Go Back   Team-BHP > BHP India > Motorbikes > Superbikes & Imports

Thread Tools Search this Thread
Old 14th March 2011, 16:52   #1
Senior - BHPian
Psycho's Avatar
Join Date: Jul 2004
Location: Bangalore
Posts: 1,042
Thanked: 95 Times
Default DIY : Honda CBR 954 service

Been busy with the bee (954) and decided to spend some time going over and solving some of the niggling issues that I felt the bike had, the goals were to sit down with Vasu (yeah I know car guy going on to a bike) but my having worked with bikes previously gave me the confidence of being able to complete the job. Spent about a week going over the service manual and reading up to check processes of doing the following:

(Note: This was all done over 2 weekends, wrote it out as though it was done in one go)

1) Check fluid levels
2) Suspension Setup
3) Air filter cleaning
4) Clean Spark plugs
5) set the chain tension
6) HID's headache

So here is how I went about doing the same

1) Started by checking the oil levels and found that the motul was up to the mark and clean and did not require any change. Left at that, checked coolant level in the radiator and overflow can and found that the overflow can was empty topped up the same.

2) Suspension: Had major complaints with the front being too soft and the the damping on the rear also being too soft, this was a bit of the easy bit. Hardened the front fork pre-loads to max as recommended on other forums and moved the dampers to max and then dialed down to required levels.

Rear set I did not have the tools to harden the rear spring but dialed in the damper till I was satisfied.

3) Airfilter cleaning, undid the front of the tank and lifted it removing the airbox cover, removed the filter and found that it was clogged, put in a reminder to get a foam filter, undid the velocity stacks and removed the airbox completely and cleaned it, air cleaned the air filter for now and kept it aside

4) As the airbox was removed went about unplugging the coil packs and removing them to access the plugs, man was this a job for a contortionist to be able to do so in the confined space, the challenge got harder when we had to remove the plugs. (note: I had ordered the company spec plugs already as the bike had done 18k km's)

When I removed the plug was I in for a shock, the bike was running on 6 rating plugs from Bosch whereas the stock ones reccomended from the company were IMR9C-9H from NGK. When we removed the rest we found that 2 of them had gaps that were almost completely closed.

Took a sigh of relief and thanked my stars and went about replacing them and then reassembled every thing back.

Cranked the bike and it started in one go and had a big smile.

5) Setting the chain tension was pretty simple all that I had to do was to follow instructions to the dot and leave a 5 cm slack and re-lube the chain.

6) Rewind a week back when we had a go at the HID's as they were quite intermittent and would not light up correctly when required. Found out that there was no relay put in place to the HID's and it was running off the stock wiring harness causing all these problems, decided to put in a relay and rewire the whole stuff and relocate the ballasts to an empty area of the faring on the left side so that access to the radiator cap could be maintained. We used a new headlight relay and wired it in, relocated the ballasts, added shielding to the wiring, put in fuse on the main wire and zip tied it back to the frame to avoid rubbing to the forks. Took us over an hour and a half to get this done satisfactorily and then put it all back. Was a bit too late and when I went about to crank the bike it wouldn't start and had to jumpstart the bike.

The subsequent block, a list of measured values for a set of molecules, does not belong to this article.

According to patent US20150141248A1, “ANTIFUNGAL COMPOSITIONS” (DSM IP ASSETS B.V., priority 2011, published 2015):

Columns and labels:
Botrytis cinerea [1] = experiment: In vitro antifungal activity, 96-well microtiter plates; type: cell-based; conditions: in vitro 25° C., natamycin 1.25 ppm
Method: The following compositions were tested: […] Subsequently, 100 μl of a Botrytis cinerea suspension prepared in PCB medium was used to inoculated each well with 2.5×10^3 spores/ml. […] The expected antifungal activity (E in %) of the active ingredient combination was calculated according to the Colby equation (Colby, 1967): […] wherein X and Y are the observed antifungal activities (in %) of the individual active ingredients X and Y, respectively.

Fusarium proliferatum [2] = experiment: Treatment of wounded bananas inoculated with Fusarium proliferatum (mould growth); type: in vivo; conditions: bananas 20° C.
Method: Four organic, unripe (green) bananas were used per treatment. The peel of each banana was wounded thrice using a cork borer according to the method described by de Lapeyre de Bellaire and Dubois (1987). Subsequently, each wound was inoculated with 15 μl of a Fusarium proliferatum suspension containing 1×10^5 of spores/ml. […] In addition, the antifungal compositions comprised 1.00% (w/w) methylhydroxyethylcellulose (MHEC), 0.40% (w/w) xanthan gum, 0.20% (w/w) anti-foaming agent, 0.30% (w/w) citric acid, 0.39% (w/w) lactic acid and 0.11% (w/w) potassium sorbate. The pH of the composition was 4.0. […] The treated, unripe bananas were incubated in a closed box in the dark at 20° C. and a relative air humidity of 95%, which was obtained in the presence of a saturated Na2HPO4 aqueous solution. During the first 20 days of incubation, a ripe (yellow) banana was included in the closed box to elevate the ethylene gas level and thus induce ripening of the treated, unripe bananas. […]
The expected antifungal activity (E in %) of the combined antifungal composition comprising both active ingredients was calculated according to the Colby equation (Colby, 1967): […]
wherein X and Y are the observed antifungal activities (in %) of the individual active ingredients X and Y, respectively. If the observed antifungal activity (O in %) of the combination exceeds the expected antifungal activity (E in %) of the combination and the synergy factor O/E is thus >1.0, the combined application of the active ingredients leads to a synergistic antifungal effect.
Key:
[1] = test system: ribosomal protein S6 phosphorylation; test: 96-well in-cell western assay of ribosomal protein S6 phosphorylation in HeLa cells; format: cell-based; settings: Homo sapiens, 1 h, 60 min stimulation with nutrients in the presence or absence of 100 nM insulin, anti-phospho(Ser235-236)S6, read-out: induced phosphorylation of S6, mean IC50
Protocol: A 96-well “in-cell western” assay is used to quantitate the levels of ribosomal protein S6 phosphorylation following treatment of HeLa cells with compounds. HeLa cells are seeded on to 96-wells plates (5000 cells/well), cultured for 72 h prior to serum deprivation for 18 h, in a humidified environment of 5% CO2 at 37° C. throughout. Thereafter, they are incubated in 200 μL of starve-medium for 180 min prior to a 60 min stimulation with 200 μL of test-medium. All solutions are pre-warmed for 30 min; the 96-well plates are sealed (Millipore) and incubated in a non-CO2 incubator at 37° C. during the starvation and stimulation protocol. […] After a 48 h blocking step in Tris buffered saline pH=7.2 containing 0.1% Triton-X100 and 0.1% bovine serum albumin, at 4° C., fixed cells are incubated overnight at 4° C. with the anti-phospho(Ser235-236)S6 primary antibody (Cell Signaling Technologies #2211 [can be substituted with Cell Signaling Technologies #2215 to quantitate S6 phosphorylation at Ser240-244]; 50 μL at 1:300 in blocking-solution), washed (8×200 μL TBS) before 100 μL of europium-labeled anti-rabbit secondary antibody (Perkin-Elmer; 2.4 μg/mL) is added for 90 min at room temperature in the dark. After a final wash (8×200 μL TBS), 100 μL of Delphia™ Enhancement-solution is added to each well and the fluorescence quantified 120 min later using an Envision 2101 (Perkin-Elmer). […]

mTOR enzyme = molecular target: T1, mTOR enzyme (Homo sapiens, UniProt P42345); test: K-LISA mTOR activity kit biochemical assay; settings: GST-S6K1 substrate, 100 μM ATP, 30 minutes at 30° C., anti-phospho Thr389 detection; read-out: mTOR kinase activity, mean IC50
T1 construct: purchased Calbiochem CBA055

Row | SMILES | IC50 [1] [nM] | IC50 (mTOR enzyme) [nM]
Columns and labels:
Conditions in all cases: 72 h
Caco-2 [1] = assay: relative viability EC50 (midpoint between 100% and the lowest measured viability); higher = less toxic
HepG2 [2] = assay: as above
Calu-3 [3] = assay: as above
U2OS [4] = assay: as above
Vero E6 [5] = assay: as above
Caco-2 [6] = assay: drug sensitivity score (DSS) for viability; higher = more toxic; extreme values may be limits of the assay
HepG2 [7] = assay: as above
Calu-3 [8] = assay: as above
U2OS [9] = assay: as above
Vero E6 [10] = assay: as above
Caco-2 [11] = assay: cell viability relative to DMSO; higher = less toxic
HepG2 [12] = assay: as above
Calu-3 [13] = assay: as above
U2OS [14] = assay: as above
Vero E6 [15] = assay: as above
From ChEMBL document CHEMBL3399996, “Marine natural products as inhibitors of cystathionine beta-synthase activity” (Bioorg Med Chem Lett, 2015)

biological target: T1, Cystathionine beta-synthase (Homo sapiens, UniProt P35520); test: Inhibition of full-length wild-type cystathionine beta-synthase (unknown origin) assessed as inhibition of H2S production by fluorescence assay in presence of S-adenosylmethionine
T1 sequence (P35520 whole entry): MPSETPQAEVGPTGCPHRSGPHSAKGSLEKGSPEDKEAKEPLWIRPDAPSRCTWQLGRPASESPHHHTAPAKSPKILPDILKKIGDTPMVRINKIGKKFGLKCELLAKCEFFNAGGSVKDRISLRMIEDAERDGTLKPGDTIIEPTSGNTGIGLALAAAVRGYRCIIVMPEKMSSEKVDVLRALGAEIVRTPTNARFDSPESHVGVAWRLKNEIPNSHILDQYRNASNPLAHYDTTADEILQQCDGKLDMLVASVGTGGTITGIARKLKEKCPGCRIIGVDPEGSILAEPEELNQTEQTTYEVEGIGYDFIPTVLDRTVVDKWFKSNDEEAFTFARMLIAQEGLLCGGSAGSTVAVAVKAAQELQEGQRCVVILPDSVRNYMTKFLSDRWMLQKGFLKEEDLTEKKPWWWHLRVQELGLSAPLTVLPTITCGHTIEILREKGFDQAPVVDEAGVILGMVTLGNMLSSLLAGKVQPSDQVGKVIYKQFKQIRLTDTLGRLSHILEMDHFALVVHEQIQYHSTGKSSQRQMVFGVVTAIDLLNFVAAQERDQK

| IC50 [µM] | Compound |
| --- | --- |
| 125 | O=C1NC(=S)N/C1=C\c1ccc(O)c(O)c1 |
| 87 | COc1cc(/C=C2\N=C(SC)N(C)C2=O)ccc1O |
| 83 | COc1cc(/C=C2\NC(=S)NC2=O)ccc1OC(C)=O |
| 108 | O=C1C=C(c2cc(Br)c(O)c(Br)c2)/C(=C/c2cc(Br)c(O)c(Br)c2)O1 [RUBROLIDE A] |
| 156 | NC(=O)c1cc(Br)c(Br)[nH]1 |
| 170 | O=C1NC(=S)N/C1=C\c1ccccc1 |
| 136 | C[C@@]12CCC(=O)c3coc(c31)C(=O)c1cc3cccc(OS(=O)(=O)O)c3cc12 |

Out comes:

1) HID's work well
2) Satisfied there is enough braking to keep me alive
3) Lesser clanking on moving into first gear
4) Also had the time to readjust the lever positions to my needs and the riding postures have become more comfortable
5) Had lost a bar end weight and decided to get some fabricated in brass and install them - Done
6) Lubricated the cables and the clutch and accelerator feel a lot more easier on the hands
7) Over all ride quality is up
8) Got the low end torque back

Please don't ask me about top speeds as I am taking it slow on getting accustomed to super-bikes after god alone knows how many years and even buying this was a spur of the moment decision.

Have only managed to go up to about 8k rpm at the best as yet and am happy with that knowing fully well that the roads out here are worse than any video game we could have played in our lives. Guess will stick to riding within limits than riding to the limits. Will update this thread as more progresses on.
Psycho is offline   Reply With Quote

Thread Tools Search this Thread
Search this Thread:

Advanced Search

Similar Threads
Thread Thread Starter Forum Replies Last Post
Honda gives CBR 150R, CBR 250R new colours, decals for 2015 ashwin.terminat Motorbikes 23 31st October 2015 22:32
2014 Honda CBR 250R shares design with the recently unveiled CBR 300R JayPrashanth Motorbikes 6 25th October 2013 17:21
Color scheme for my cbr 954 - which one you find good? anku Superbikes & Imports 24 24th October 2008 13:33
New colour scheme for CBR 954 straight6 Superbikes & Imports 18 28th August 2008 23:01
Pics of my CBR 954 & the first ride of the season bikefreak Superbikes & Imports 20 3rd February 2007 17:19

All times are GMT +5.5. The time now is 23:58.

Copyright 2000 - 2018, Team-BHP.com
Proudly powered by E2E Networks